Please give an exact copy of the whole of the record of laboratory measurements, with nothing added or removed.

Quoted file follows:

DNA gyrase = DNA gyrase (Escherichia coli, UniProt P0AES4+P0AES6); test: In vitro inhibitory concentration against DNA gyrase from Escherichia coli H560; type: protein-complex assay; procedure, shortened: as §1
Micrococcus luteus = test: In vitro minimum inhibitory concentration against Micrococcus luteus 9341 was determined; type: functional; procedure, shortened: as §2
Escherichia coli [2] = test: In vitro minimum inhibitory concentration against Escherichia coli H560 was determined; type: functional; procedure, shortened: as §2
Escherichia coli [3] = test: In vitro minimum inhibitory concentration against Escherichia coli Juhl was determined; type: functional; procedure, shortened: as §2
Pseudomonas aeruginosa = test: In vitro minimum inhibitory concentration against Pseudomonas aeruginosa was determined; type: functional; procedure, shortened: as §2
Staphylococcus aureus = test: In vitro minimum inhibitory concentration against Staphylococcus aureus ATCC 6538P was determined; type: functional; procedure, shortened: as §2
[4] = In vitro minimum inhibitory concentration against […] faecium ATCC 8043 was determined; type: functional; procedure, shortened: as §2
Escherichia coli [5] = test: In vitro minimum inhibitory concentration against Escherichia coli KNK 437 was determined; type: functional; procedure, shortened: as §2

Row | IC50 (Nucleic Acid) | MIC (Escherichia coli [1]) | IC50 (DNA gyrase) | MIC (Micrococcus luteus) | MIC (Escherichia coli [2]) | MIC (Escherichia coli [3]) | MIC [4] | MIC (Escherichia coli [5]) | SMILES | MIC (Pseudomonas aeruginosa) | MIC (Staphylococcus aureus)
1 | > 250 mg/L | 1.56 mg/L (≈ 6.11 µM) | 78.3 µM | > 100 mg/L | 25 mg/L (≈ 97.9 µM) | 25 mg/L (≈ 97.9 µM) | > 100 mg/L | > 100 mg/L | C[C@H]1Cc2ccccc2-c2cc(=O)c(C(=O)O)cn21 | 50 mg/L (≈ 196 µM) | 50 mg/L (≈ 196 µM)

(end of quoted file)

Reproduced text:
DNA gyrase = DNA gyrase (Escherichia coli, UniProt P0AES4+P0AES6); test: In vitro inhibitory concentration against DNA gyrase from Escherichia coli H560; type: protein-complex assay; procedure, shortened: as §1
Micrococcus luteus = test: In vitro minimum inhibitory concentration against Micrococcus luteus 9341 was determined; type: functional; procedure, shortened: as §2
Escherichia coli [2] = test: In vitro minimum inhibitory concentration against Escherichia coli H560 was determined; type: functional; procedure, shortened: as §2
Escherichia coli [3] = test: In vitro minimum inhibitory concentration against Escherichia coli Juhl was determined; type: functional; procedure, shortened: as §2
Pseudomonas aeruginosa = test: In vitro minimum inhibitory concentration against Pseudomonas aeruginosa was determined; type: functional; procedure, shortened: as §2
Staphylococcus aureus = test: In vitro minimum inhibitory concentration against Staphylococcus aureus ATCC 6538P was determined; type: functional; procedure, shortened: as §2
[4] = In vitro minimum inhibitory concentration against […] faecium ATCC 8043 was determined; type: functional; procedure, shortened: as §2
Escherichia coli [5] = test: In vitro minimum inhibitory concentration against Escherichia coli KNK 437 was determined; type: functional; procedure, shortened: as §2

Row | IC50 (Nucleic Acid) | MIC (Escherichia coli [1]) | IC50 (DNA gyrase) | MIC (Micrococcus luteus) | MIC (Escherichia coli [2]) | MIC (Escherichia coli [3]) | MIC [4] | MIC (Escherichia coli [5]) | SMILES | MIC (Pseudomonas aeruginosa) | MIC (Staphylococcus aureus)
1 | > 250 mg/L | 1.56 mg/L (≈ 6.11 µM) | 78.3 µM | > 100 mg/L | 25 mg/L (≈ 97.9 µM) | 25 mg/L (≈ 97.9 µM) | > 100 mg/L | > 100 mg/L | C[C@H]1Cc2ccccc2-c2cc(=O)c(C(=O)O)cn21 | 50 mg/L (≈ 196 µM) | 50 mg/L (≈ 196 µM)